By Robert D. Novak
Thursday, March 29, 2007
The new Democratic majority begins dancing the next phase of the tax-and-spend minuet in the House of Representatives today. Following the example set by their Senate brethren last Friday, House Democrats will adopt a budget resolution containing the largest tax increase in U.S. history amid massive national inattention.
Nobody's tax payment will increase immediately, but the budget resolutions set a pattern for years ahead. The House version would increase non-defense, non-emergency spending by $22.5 billion for next fiscal year, with such spending to rise 2.4 percent in each of the next three years. To pay for these increases, the resolution would raise taxes by close to $400 billion over five years -- about $100 billion more than what was passed in the Senate.
It had been assumed that the new Democratic majority would end President Bush's relief in capital gains, dividend and estate taxation. The simultaneous rollback of Bush-sponsored income tax cuts was a surprise. This reflects Democrats' belief that they can survive a long-term commitment to bigger government. Here is an audacious effort to raise the banner of fiscal responsibility while increasing spending and taxes.
This Democratic strategy is encapsulated in what Harry Hopkins, President Franklin D. Roosevelt's main man, is alleged to have told a friend at New York's Empire City race track in August 1938: "We will spend and spend, and tax and tax, and elect and elect." While Hopkins denied ever saying those words, they represented successful Democratic government and political strategy for the next two decades.
John F. Kennedy, reclaiming the White House for the Democrats for the first time in eight years, altered the pattern in 1961 with massive tax cuts. But Bill Clinton, taking power in 1993 after 12 years of Republican rule, returned to the Hopkins formula by proposing and passing what then was the biggest tax increase ever. It was "tax" and "spend," but not "elect." The Clinton tax contributed to the Democrats' loss of control, for the first time in 40 years, of both houses of Congress.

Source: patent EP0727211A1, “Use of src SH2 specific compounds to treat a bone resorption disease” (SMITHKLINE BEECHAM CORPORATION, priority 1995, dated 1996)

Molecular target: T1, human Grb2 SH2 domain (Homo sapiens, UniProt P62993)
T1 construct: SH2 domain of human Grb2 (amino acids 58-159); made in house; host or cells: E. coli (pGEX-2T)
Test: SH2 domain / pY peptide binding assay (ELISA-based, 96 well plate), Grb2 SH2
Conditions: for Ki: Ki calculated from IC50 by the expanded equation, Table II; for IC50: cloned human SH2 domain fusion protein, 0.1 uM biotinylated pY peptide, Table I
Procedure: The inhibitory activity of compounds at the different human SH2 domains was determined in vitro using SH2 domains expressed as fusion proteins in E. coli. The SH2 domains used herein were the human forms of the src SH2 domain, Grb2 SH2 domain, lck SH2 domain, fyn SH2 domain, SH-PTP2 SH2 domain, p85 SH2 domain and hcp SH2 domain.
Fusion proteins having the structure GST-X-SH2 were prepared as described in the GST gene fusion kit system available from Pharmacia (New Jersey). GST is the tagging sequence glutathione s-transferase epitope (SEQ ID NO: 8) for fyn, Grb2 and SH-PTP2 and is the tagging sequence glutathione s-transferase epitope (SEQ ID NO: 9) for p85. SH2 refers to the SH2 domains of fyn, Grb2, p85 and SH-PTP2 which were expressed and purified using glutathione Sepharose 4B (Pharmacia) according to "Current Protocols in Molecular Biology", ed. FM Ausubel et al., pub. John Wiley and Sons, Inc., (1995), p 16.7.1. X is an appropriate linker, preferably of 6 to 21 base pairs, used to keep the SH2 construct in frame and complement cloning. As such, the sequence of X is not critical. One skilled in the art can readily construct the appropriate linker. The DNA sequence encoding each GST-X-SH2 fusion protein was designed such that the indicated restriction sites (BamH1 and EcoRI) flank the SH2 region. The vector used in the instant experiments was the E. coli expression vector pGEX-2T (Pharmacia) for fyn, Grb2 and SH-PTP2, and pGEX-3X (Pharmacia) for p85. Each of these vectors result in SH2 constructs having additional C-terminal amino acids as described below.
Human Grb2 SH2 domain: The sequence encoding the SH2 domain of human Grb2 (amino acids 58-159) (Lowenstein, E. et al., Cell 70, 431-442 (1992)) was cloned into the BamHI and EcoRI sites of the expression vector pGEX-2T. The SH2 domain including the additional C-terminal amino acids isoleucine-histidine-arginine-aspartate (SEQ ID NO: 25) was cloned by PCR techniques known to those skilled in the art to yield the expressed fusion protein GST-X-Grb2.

Why, then, having just returned to power, are Democrats going down this dangerous path again? Indeed, while Clinton had to twist arms in 1993 to get a one-vote margin in each house, Democrats now obediently fall in line on tax increases. Their conduct is explained by faith in a Democracy Corps poll conducted March 20 to 25 showing that voters associate Democrats with "fiscal responsibility" more than they do Republicans, 44 to 36 percent.
An architect of that impression is Sen. Kent Conrad, the austere Democratic chairman of the Budget Committee. His resolution "restores fiscal responsibility by balancing the budget by 2012," he said during debate last week.
Conrad claimed: "We try to keep taxes low." In fact, Conrad is the consummate tax collector, having spent the 12 years before his 1986 election as an assistant tax commissioner and then tax commissioner in North Dakota. His voting records in 2004 and 2005, respectively, were rated 90 and 85 percent liberal by the left-wing Americans for Democratic Action. The National Taxpayers Union put him at 17 and 16 percent in 2005 and 2006.
The bill set to reach the House floor today (resembling the Senate version) would raise taxes an average of $1,795 on 115 million taxpayers in 2011. Some 26 million small-business owners would pay an average of $3,960 more. The decreased number of Americans subject to income taxes would all pay higher taxes, and 5 million low-income Americans would be returned to the rolls.
Rep. Paul Ryan of Wisconsin, the fifth-termer who is the House Budget Committee's new ranking Republican, has proposed an alternative resolution. It not only retains Bush tax cuts but also proposes deep reductions in spending, protects Social Security payments and runs down the national debt.
Why was no such resolution advanced during the 12 years the GOP was in the majority? Would the party's leadership support the Ryan resolution if it were in control now? That those questions must be asked undermines Republican credibility and explains why Democrats dare return to tax, spend and elect.